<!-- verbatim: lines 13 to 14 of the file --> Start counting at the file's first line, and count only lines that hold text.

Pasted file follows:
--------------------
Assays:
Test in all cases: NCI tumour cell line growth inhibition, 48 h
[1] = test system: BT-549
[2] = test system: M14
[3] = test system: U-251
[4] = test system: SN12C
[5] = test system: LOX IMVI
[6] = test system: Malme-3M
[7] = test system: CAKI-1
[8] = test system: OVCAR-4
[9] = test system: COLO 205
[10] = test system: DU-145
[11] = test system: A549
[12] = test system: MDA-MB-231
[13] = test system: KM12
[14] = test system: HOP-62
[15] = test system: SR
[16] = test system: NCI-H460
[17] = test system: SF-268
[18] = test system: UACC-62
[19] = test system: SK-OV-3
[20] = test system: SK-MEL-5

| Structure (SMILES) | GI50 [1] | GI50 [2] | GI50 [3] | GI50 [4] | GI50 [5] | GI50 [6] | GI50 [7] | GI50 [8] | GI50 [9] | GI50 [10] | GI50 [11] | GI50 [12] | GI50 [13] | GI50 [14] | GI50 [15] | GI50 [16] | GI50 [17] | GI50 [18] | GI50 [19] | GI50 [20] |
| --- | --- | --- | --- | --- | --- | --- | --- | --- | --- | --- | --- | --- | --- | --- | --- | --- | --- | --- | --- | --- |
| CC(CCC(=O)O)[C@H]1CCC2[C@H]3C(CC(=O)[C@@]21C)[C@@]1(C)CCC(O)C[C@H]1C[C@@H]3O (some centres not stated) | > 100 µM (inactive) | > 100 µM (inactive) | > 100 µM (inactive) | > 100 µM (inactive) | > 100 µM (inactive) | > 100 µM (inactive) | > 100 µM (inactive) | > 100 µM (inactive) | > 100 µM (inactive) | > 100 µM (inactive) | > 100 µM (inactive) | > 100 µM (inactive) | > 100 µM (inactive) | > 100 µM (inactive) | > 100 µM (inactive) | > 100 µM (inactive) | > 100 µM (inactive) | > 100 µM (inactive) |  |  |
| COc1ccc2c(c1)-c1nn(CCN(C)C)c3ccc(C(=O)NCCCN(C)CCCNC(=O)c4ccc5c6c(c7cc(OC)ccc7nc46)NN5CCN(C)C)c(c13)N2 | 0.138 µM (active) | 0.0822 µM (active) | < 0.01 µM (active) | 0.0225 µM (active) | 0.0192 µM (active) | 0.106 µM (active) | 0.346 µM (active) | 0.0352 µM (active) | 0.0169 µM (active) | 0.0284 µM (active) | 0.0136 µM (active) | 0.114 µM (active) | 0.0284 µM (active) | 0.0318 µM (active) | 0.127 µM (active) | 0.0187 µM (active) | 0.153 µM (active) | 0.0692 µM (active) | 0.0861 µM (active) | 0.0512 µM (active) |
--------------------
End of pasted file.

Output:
[11] = test system: A549
[12] = test system: MDA-MB-231